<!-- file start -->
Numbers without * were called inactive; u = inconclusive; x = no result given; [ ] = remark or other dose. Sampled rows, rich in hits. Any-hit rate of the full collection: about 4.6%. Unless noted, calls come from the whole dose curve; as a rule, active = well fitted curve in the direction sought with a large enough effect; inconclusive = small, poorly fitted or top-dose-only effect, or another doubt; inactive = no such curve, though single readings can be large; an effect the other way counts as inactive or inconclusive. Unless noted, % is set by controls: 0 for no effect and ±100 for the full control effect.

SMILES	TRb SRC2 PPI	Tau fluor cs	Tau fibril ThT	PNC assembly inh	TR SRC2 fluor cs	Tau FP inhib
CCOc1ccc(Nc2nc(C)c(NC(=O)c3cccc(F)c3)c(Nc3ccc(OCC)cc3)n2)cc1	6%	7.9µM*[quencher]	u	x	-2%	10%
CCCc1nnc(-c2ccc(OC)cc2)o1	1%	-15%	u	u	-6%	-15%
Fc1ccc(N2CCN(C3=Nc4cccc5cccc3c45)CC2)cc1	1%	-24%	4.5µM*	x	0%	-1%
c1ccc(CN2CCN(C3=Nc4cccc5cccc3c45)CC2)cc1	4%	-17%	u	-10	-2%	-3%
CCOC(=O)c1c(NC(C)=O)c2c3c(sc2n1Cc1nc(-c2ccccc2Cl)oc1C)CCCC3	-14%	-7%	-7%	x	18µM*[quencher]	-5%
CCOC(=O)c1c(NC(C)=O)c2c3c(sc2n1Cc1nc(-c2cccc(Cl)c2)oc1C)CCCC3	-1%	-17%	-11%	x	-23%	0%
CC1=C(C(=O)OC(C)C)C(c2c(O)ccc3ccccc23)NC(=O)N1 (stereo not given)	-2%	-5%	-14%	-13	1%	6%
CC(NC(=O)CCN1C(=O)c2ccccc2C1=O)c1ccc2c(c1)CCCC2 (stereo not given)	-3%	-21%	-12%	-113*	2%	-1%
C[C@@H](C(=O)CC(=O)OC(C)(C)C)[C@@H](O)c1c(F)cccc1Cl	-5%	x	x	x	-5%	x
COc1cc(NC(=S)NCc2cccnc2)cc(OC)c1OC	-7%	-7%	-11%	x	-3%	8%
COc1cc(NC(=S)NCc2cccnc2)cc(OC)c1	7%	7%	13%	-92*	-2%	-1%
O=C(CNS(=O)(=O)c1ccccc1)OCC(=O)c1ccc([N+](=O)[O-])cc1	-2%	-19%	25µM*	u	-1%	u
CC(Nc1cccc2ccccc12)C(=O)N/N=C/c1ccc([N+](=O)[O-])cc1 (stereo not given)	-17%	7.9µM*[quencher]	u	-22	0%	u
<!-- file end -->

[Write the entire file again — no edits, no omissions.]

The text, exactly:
Numbers without * were called inactive; u = inconclusive; x = no result given; [ ] = remark or other dose. Sampled rows, rich in hits. Any-hit rate of the full collection: about 4.6%. Unless noted, calls come from the whole dose curve; as a rule, active = well fitted curve in the direction sought with a large enough effect; inconclusive = small, poorly fitted or top-dose-only effect, or another doubt; inactive = no such curve, though single readings can be large; an effect the other way counts as inactive or inconclusive. Unless noted, % is set by controls: 0 for no effect and ±100 for the full control effect.

SMILES	TRb SRC2 PPI	Tau fluor cs	Tau fibril ThT	PNC assembly inh	TR SRC2 fluor cs	Tau FP inhib
CCOc1ccc(Nc2nc(C)c(NC(=O)c3cccc(F)c3)c(Nc3ccc(OCC)cc3)n2)cc1	6%	7.9µM*[quencher]	u	x	-2%	10%
CCCc1nnc(-c2ccc(OC)cc2)o1	1%	-15%	u	u	-6%	-15%
Fc1ccc(N2CCN(C3=Nc4cccc5cccc3c45)CC2)cc1	1%	-24%	4.5µM*	x	0%	-1%
c1ccc(CN2CCN(C3=Nc4cccc5cccc3c45)CC2)cc1	4%	-17%	u	-10	-2%	-3%
CCOC(=O)c1c(NC(C)=O)c2c3c(sc2n1Cc1nc(-c2ccccc2Cl)oc1C)CCCC3	-14%	-7%	-7%	x	18µM*[quencher]	-5%
CCOC(=O)c1c(NC(C)=O)c2c3c(sc2n1Cc1nc(-c2cccc(Cl)c2)oc1C)CCCC3	-1%	-17%	-11%	x	-23%	0%
CC1=C(C(=O)OC(C)C)C(c2c(O)ccc3ccccc23)NC(=O)N1 (stereo not given)	-2%	-5%	-14%	-13	1%	6%
CC(NC(=O)CCN1C(=O)c2ccccc2C1=O)c1ccc2c(c1)CCCC2 (stereo not given)	-3%	-21%	-12%	-113*	2%	-1%
C[C@@H](C(=O)CC(=O)OC(C)(C)C)[C@@H](O)c1c(F)cccc1Cl	-5%	x	x	x	-5%	x
COc1cc(NC(=S)NCc2cccnc2)cc(OC)c1OC	-7%	-7%	-11%	x	-3%	8%
COc1cc(NC(=S)NCc2cccnc2)cc(OC)c1	7%	7%	13%	-92*	-2%	-1%
O=C(CNS(=O)(=O)c1ccccc1)OCC(=O)c1ccc([N+](=O)[O-])cc1	-2%	-19%	25µM*	u	-1%	u
CC(Nc1cccc2ccccc12)C(=O)N/N=C/c1ccc([N+](=O)[O-])cc1 (stereo not given)	-17%	7.9µM*[quencher]	u	-22	0%	u